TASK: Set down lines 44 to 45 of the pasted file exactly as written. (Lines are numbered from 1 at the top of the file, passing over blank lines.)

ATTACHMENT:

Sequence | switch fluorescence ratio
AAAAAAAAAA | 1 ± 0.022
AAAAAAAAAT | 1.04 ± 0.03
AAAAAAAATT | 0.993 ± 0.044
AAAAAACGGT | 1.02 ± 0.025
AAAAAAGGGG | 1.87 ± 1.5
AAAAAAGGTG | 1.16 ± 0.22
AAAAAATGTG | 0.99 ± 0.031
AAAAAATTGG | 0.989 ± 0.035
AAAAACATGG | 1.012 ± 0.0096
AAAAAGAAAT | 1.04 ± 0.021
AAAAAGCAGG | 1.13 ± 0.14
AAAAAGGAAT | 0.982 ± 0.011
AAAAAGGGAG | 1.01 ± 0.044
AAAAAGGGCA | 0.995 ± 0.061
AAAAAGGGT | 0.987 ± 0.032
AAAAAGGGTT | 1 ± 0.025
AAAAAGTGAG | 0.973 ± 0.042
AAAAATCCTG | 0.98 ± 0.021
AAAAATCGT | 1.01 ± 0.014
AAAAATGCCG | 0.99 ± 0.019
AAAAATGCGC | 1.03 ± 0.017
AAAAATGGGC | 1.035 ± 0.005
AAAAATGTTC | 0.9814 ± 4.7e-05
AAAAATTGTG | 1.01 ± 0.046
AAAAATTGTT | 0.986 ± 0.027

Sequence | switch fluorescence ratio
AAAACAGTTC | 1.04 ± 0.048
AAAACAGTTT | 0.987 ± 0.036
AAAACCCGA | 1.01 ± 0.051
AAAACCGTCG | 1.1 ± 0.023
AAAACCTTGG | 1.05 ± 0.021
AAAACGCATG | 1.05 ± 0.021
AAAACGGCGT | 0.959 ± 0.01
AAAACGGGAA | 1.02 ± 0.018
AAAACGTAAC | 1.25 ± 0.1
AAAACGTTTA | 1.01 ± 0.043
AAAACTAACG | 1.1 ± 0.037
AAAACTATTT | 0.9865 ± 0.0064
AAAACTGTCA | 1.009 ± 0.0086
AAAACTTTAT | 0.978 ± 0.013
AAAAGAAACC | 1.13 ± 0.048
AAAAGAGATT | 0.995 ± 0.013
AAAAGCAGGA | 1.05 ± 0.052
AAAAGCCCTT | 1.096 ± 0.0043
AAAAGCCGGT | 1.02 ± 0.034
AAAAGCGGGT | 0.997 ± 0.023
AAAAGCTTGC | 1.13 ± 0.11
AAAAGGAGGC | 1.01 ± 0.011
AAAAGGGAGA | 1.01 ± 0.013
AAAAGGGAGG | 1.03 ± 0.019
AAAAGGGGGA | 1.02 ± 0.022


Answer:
AAAAGCAGGA | 1.05 ± 0.052
AAAAGCCCTT | 1.096 ± 0.0043